That same year economist Adam Smith writes that Saint-Domingue is “the most important of the sugar colonies of the West Indies."
France and Spain sign the Treaty of Aranjuez which officially recognizes French Saint-Domingue on the western third of Hispaniola.
France re-imposes the Code Noir from 1685 to reform certain planter abuses, this time issuing rules concerning slaves’ work hours, food rations, and quality of life. The Code restricts punishments and establishes minimal controls over the whites. The Code also legally obliges owners to provide slaves with small plots of land to grow food exclusively for their personal use. This issue of land rights is to become a central focus of the slaves’ demands during the revolution.
From 1784 to 1785, subsequent royal ordinances from France make it possible for slaves to legally denounce abuses of a master, overseer, or plantation manager. Few slaves benefit from these new rules, however, and in reality, the same system is still in place.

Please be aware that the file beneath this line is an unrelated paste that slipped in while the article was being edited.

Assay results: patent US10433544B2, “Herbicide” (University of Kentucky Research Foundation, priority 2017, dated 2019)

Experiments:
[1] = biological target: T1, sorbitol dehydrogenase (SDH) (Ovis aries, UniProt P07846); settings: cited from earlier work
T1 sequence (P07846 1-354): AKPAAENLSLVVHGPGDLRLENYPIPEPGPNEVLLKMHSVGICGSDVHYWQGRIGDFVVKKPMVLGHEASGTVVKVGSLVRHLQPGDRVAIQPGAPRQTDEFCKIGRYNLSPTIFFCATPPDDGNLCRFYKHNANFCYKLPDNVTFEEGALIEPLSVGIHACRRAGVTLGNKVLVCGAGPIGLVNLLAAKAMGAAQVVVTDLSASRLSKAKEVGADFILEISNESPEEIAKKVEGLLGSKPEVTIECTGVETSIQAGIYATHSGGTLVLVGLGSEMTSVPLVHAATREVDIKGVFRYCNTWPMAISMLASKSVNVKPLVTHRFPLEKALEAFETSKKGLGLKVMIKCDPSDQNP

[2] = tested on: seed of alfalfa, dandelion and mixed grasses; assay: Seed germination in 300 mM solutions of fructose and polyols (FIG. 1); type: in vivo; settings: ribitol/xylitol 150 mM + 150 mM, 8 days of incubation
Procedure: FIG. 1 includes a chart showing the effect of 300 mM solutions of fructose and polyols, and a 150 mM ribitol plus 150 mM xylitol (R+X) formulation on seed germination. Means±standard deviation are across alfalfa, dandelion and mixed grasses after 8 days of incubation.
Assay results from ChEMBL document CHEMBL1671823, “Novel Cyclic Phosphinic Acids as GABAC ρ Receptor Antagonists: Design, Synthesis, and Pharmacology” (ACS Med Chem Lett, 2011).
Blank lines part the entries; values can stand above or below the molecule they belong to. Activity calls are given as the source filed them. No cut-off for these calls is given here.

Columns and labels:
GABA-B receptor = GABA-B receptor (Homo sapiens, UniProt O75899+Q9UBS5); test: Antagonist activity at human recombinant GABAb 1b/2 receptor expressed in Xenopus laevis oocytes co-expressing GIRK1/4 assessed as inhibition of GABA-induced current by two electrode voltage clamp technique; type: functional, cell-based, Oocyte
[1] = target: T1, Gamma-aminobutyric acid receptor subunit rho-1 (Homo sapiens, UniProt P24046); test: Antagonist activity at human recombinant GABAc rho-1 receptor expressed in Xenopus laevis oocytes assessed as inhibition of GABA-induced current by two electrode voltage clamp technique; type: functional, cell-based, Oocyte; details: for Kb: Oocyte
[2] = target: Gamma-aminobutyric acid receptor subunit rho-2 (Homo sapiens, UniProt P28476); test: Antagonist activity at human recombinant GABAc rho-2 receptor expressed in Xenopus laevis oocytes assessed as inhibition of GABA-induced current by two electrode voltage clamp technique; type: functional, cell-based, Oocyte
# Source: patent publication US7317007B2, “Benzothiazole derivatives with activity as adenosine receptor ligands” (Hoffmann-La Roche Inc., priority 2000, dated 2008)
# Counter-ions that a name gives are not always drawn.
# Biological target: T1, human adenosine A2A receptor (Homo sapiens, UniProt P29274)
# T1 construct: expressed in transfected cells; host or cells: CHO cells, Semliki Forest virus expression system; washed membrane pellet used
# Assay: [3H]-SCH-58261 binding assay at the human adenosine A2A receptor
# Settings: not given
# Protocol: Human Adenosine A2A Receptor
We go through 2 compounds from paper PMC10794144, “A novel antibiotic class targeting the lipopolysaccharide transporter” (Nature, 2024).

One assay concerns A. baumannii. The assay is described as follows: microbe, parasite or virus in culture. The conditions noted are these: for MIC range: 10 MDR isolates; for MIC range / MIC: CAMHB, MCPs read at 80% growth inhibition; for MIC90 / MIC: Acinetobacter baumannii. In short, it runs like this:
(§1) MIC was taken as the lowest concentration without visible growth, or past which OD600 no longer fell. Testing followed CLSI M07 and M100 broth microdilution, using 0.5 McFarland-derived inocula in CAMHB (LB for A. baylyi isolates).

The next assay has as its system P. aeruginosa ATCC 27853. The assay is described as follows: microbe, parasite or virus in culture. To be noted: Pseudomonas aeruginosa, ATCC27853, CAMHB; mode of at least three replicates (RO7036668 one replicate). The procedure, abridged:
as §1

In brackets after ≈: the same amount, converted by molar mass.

The Monsieur Le Jeune case clearly demonstrated that the colony’s legal system still favored whites over blacks regardless of the revised Code Noir or evidence submitted in court. Le Jeune, a planter in the North, killed a number of his slaves after suspecting a poison conspiracy and tortured two other women with fire while interrogating them. Though Le Jeune threatened to kill his slaves if they tried to denounce him in court, fourteen of them registered an official complaint in Le Cap. Their allegations were confirmed by two magistrates of state, who went to the plantation to investigate. The two men found the interrogated women still in chains, their legs so badly burned they were already decomposing. One died soon after.
Despite this, white planters lined up to support Le Jeune. The governor and intendent wrote at the time that “It seems, in a word, that the security of the colony depends on the acquittal of Le Jeune.” The court was clearly complicit when it subsequently delivered a negative verdict, rendering the case null and void.
Image: 1728 Map of Le Cap. Link.